The inauguration of late Venezuelan President Hugo Chávez in 1999 marked the beginning of what has been referred to as Latin America’s “pink tide” – a wave of elections that ushered in leftist leaders in country's like Argentina, Bolivia, Brazil, Uruguay and Ecuador.
But 17 years later, the tide appears to have ebbed: Chávez is dead, and the movement he helped start is fast receding throughout Latin America as the politicians who followed his lead are either out of office or on the ropes.
Chávez’s successor in Venezuela, Nicolás Maduro, is dealing with a legislature controlled by a failing economy; Ecuadoran President Rafael Correa has said he won’t run for another term; Argentina recently elected the center-right Maurico Macri as president after more than a decade of populist rule under the governments of Néstor Kirchner and his widow, Cristina Fernández de Kirchner; and Brazil is in the process of impeaching its president, Dilma Rousseff.
The sea change, experts say, appears to be ushering in more moderate leaders who are retaining the populist social program that got their predecessors elected, while also looking for a more friendly relationship – politically and in business – with the global community.
As Latin America is facing a new era, the United States itself is on the verge of a historic election, and the next occupant of the White House will be greeted by a different – and friendlier – Latin America than greeted Barack Obama in 2008.
“The fundamental nature of the relationship has changed,” Jason Marczak, director of the Latin America Economic Growth Initiative at the Atlantic Council's Adrienne Arsht Latin America Center, told Fox News Latino. “The U.S. is now looking at Latin America for partnerships and how we can work together.”
The most notable change in terms of U.S. relations – apart from the re-establishment of ties with Cuba – will be in Argentina, where the recently-elected Macri is hoping to repair the two countries' rocky relationship that Fernández de Kirchner appeared to revel in during her two terms in office.
Macri has worked to bring the country out of its diplomatic isolation by reaching out to Europe and the U.S. – evidenced by Obama’s recent trip to the country – and Washington repaid by filing an amicus brief to help resolve Argentina’s problem with holdout creditors so they can re-enter international capital markets.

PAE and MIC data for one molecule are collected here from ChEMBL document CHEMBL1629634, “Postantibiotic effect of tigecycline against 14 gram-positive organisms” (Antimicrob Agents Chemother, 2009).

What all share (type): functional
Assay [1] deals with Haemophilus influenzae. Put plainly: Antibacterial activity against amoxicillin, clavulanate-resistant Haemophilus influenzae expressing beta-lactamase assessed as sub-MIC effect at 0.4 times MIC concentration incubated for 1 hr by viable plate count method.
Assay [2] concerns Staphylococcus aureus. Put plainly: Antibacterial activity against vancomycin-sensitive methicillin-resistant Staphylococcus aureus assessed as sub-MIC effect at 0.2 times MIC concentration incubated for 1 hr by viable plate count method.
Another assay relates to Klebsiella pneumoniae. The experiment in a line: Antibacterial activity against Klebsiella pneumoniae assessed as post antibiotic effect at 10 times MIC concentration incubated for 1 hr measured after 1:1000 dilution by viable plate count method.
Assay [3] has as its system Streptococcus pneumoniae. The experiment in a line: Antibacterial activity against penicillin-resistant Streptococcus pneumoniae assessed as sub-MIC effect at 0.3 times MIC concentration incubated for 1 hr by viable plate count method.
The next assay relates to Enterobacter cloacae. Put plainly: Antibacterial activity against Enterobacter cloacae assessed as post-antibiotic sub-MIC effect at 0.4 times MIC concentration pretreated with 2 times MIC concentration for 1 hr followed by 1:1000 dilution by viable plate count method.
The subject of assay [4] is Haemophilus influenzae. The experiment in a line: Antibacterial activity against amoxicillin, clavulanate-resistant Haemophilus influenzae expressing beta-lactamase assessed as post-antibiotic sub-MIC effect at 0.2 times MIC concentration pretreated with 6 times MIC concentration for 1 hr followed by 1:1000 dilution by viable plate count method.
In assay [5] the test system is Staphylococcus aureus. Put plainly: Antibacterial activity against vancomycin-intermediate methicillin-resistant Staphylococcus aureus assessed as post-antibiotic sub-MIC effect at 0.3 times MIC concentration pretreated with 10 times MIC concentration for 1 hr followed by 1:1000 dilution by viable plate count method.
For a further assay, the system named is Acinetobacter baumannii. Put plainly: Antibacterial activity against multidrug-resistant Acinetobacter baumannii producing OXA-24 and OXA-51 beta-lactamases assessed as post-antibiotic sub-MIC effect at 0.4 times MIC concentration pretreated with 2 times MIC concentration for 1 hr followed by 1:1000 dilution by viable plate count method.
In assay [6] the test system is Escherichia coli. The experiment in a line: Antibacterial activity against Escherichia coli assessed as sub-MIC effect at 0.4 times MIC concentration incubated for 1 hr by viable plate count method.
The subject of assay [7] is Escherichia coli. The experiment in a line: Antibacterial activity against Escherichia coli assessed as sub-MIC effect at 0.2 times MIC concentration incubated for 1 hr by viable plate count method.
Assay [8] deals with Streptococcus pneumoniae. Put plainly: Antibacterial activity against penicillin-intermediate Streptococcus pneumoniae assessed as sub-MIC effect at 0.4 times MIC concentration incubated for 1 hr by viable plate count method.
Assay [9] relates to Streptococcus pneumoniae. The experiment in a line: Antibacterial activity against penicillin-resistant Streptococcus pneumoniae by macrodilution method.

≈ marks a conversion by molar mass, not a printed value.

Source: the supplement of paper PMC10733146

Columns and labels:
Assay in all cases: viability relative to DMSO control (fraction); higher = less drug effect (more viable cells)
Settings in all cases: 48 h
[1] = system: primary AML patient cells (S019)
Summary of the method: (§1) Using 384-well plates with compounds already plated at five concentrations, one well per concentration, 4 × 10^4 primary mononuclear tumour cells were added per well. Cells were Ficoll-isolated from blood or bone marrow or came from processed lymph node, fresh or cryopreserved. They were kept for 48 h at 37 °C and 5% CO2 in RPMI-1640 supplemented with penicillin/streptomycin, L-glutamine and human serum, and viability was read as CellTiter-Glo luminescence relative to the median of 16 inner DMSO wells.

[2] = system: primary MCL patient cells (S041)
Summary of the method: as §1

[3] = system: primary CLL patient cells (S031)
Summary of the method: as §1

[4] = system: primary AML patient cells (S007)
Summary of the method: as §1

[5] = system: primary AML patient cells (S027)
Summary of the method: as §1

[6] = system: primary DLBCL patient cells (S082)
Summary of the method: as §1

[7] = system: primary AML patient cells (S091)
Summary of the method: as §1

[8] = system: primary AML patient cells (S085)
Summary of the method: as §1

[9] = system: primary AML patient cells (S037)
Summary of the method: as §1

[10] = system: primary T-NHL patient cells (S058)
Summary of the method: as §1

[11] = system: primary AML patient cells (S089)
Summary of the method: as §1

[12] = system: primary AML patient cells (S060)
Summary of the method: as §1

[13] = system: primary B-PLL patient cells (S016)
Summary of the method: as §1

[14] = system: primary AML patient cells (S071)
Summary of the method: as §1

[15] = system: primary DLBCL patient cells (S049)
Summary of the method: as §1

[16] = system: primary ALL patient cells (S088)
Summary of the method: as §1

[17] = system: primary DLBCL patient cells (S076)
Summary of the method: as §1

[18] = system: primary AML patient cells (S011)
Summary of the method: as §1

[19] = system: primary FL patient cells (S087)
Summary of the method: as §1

The American Chamber of Commerce in Argentina has said that U.S. firms are committed to investing $2.3 billion in Argentina over the next 18 months. The two countries also inked an agreement on joint steps to fight climate change, as well as agreeing to work together to combat drug trafficking and the spread of the Zika virus.
Argentina – along with other stable democracies in the region like Chile and Uruguay – are expected to play a crucial role in dealing with any fallout from Venezuela as the political and economic crisis there continues to deepen.
“The Argentine government together with the center-left governments of Uruguay and Chile would be in the best position to work behind the scenes with the U.S. if there is any instability in Venezuela,” Cynthia Arnson, director of the Latin America program at the Woodrow Wilson International Center, told FNL.
The other superpower in the region that might be interested in fostering better relations with the U.S. is Brazil.
Currently in the midst of a major political crisis with the impeachment of Rousseff, Brazil is also facing a bad recession – with the country’s economy expected to shrink by 3.5 percent this year – the rapid spread of the Zika virus and the stress from the infrastructure and logistical nightmare that a major international event like the Rio de Janeiro Olympic Games in August can present.
Despite the upheaval, experts seem to agree that better relationships with the U.S. could be fostered by acting President Michel Temer or by whomever becomes president next.
Despite being a career politician, Temer is known as something of anomaly ideologically. He mixes Rousseff’s economic interventionist predilection with a social liberalism that includes opposition to the death penalty and favoring legal abortions.
Unlike Rousseff, Temer is also popular among financiers for his detailed plan to help Brazil's crumbling economy, which the Financial Times called "the ultimate investors' wish list." He has promised to cut spending and privatize many sectors currently controlled by the state.
Alessandra Ribeiro, an economist at Tendencias, a São Paulo-based consultancy, said Temer and his government likely will adopt a "different mind-set toward the economy — a more mainstream, market-friendly approach." She expects the Brazilian economy to turn around and resume growing in 2017.
Besides the continent's two largest nations, analysts say that the U.S. will maintain good relations with its arguably closest ally in the region, Colombi, as that nation approaches a deal that could end more than 50 years of civil conflict.
“Colombia on the verge of a peace deal, and the U.S. has long been a major supporter of Colombia,” Marczak said. “If that happens, then it's just as critical that the U.S. work on democracy-building as it has in combating the [guerrilla group] FARC.”
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